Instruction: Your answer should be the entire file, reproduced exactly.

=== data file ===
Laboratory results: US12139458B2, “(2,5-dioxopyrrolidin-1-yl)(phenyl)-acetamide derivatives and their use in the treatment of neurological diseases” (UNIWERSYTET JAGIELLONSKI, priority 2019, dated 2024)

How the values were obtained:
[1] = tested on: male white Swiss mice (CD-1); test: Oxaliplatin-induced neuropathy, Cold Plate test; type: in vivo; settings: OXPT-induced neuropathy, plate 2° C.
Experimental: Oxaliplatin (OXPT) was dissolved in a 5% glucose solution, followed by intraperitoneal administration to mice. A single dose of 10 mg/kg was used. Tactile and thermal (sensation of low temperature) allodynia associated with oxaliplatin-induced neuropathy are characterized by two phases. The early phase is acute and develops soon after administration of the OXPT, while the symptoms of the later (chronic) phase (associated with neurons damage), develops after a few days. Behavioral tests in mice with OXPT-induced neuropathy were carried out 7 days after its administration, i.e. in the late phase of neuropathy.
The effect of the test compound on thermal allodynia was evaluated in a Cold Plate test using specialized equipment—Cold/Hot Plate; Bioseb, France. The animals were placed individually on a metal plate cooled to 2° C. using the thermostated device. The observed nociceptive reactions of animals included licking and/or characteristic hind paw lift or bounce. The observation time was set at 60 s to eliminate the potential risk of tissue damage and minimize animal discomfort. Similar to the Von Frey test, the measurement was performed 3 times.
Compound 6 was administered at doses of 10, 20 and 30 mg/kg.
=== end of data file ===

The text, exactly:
Laboratory results: US12139458B2, “(2,5-dioxopyrrolidin-1-yl)(phenyl)-acetamide derivatives and their use in the treatment of neurological diseases” (UNIWERSYTET JAGIELLONSKI, priority 2019, dated 2024)

How the values were obtained:
[1] = tested on: male white Swiss mice (CD-1); test: Oxaliplatin-induced neuropathy, Cold Plate test; type: in vivo; settings: OXPT-induced neuropathy, plate 2° C.
Experimental: Oxaliplatin (OXPT) was dissolved in a 5% glucose solution, followed by intraperitoneal administration to mice. A single dose of 10 mg/kg was used. Tactile and thermal (sensation of low temperature) allodynia associated with oxaliplatin-induced neuropathy are characterized by two phases. The early phase is acute and develops soon after administration of the OXPT, while the symptoms of the later (chronic) phase (associated with neurons damage), develops after a few days. Behavioral tests in mice with OXPT-induced neuropathy were carried out 7 days after its administration, i.e. in the late phase of neuropathy.
The effect of the test compound on thermal allodynia was evaluated in a Cold Plate test using specialized equipment—Cold/Hot Plate; Bioseb, France. The animals were placed individually on a metal plate cooled to 2° C. using the thermostated device. The observed nociceptive reactions of animals included licking and/or characteristic hind paw lift or bounce. The observation time was set at 60 s to eliminate the potential risk of tissue damage and minimize animal discomfort. Similar to the Von Frey test, the measurement was performed 3 times.
Compound 6 was administered at doses of 10, 20 and 30 mg/kg.